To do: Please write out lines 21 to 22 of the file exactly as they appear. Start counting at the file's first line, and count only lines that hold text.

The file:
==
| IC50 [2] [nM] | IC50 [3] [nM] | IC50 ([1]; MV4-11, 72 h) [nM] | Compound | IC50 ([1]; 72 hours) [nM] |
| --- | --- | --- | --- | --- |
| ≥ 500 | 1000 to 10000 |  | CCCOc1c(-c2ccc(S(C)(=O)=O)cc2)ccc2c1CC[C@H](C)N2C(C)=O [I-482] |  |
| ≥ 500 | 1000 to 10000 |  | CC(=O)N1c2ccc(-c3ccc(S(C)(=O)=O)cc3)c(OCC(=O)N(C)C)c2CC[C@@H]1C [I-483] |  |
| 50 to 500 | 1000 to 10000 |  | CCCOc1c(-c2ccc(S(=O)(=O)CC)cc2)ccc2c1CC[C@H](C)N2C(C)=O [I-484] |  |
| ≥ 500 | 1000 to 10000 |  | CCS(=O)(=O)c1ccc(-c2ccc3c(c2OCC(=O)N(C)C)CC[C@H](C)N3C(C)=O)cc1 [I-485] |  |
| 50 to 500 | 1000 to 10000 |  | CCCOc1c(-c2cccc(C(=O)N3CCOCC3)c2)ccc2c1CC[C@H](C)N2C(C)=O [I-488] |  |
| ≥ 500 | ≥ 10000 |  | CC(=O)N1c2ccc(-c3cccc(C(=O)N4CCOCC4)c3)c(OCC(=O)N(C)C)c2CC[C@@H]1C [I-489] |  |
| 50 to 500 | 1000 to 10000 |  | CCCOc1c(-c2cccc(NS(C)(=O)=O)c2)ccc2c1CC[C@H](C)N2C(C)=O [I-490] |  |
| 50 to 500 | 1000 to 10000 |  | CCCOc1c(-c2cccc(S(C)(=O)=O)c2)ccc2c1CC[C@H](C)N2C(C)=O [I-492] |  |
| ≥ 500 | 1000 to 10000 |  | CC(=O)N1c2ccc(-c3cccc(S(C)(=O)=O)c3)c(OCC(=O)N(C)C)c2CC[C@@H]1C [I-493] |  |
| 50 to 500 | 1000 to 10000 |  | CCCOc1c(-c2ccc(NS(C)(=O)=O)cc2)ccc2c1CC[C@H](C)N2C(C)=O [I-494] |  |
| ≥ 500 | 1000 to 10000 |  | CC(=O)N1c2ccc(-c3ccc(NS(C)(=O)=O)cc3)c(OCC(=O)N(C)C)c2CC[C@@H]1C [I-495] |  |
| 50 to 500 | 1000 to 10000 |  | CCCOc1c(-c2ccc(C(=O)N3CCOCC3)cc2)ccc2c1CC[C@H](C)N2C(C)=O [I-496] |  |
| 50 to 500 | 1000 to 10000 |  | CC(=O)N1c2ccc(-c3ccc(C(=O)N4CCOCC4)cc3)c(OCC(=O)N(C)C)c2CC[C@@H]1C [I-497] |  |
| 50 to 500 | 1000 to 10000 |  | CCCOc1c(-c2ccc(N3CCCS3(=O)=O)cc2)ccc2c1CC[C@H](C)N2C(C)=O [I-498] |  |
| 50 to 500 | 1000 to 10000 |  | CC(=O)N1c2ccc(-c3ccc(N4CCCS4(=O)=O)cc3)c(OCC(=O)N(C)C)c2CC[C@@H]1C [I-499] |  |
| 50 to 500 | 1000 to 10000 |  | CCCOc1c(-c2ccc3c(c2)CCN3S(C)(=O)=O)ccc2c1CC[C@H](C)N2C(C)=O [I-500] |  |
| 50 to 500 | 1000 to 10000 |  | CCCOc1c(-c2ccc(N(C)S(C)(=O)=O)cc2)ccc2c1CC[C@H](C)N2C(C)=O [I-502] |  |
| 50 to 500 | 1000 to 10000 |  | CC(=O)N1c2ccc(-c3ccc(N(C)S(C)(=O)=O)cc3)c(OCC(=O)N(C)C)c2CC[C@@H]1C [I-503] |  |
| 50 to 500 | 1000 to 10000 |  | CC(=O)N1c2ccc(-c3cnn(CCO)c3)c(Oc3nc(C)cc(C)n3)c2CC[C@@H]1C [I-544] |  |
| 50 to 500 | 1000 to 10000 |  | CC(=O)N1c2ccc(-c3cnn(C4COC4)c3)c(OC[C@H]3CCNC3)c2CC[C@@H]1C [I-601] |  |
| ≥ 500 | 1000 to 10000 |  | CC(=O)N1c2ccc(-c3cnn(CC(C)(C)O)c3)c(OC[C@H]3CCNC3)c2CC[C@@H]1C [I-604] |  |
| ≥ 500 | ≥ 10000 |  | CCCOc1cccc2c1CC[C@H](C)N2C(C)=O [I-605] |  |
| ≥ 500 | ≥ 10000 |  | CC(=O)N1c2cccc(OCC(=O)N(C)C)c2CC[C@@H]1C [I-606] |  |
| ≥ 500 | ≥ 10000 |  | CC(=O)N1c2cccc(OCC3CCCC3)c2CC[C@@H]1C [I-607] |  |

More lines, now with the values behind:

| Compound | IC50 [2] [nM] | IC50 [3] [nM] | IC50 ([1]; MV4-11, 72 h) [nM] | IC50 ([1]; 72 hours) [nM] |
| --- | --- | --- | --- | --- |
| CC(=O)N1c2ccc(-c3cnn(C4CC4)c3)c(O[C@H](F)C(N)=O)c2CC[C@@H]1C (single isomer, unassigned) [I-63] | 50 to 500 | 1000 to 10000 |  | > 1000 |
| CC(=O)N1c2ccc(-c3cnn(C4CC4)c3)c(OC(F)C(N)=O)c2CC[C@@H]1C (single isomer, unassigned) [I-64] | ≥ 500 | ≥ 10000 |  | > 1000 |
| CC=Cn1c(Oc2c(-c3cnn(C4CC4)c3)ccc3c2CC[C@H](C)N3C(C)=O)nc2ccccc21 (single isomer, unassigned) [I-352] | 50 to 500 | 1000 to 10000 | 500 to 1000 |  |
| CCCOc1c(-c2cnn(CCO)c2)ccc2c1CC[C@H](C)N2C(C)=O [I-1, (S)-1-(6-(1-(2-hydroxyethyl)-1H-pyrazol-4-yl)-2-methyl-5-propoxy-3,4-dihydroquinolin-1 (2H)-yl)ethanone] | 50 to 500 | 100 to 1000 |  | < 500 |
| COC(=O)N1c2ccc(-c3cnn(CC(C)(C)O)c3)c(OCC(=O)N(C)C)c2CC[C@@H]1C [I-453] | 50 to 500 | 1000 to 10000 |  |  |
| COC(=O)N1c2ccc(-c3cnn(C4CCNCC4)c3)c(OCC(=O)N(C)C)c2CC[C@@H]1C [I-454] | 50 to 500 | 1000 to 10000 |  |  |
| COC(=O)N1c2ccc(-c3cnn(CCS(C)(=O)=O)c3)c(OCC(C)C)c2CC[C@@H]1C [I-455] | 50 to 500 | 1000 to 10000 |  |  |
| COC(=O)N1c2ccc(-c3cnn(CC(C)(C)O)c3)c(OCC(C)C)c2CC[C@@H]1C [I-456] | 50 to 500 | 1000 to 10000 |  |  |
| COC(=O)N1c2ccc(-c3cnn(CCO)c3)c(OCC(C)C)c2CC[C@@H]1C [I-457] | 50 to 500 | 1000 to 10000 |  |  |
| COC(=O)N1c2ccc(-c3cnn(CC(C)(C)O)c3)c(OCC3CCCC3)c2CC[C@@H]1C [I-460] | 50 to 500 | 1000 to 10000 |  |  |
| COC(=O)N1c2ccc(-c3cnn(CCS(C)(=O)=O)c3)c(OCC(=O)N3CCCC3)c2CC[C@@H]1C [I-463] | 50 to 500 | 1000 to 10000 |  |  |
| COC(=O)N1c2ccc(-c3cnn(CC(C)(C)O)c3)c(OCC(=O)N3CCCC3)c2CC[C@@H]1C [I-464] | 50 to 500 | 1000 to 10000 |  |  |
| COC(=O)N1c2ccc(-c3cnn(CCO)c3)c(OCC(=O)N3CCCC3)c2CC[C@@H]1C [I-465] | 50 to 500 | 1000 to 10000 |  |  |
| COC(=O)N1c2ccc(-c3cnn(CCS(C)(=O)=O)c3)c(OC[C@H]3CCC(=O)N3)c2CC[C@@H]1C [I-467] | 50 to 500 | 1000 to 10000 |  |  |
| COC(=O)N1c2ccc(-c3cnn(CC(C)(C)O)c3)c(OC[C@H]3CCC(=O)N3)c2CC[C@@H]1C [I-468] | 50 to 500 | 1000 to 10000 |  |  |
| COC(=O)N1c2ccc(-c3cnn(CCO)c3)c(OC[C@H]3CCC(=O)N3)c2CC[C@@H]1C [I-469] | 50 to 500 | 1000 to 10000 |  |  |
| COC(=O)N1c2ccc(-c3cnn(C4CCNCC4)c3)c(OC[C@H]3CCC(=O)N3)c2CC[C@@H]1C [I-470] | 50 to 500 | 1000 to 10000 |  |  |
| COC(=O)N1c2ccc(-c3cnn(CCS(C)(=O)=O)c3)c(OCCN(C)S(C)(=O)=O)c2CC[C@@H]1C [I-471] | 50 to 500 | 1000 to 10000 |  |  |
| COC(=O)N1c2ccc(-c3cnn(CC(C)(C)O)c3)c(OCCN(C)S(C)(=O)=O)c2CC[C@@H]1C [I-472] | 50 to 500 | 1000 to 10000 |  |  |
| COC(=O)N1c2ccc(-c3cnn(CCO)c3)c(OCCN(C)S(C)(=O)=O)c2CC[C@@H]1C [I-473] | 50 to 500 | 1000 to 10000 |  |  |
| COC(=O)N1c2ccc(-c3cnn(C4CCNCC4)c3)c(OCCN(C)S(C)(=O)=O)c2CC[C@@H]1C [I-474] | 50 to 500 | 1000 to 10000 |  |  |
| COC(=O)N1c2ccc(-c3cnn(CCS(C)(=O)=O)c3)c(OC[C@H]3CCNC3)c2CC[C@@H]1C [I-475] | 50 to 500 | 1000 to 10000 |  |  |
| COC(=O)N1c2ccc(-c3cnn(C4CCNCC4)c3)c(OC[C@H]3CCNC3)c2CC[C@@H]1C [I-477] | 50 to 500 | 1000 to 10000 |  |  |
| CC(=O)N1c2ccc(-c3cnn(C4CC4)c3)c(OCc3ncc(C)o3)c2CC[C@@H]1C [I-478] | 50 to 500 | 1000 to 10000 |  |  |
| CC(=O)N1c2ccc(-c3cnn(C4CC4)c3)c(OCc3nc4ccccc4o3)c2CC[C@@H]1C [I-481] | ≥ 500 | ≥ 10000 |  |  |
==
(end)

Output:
| 50 to 500 | 1000 to 10000 |  | CC(=O)N1c2ccc(-c3cnn(CCO)c3)c(Oc3nc(C)cc(C)n3)c2CC[C@@H]1C [I-544] |  |
| 50 to 500 | 1000 to 10000 |  | CC(=O)N1c2ccc(-c3cnn(C4COC4)c3)c(OC[C@H]3CCNC3)c2CC[C@@H]1C [I-601] |  |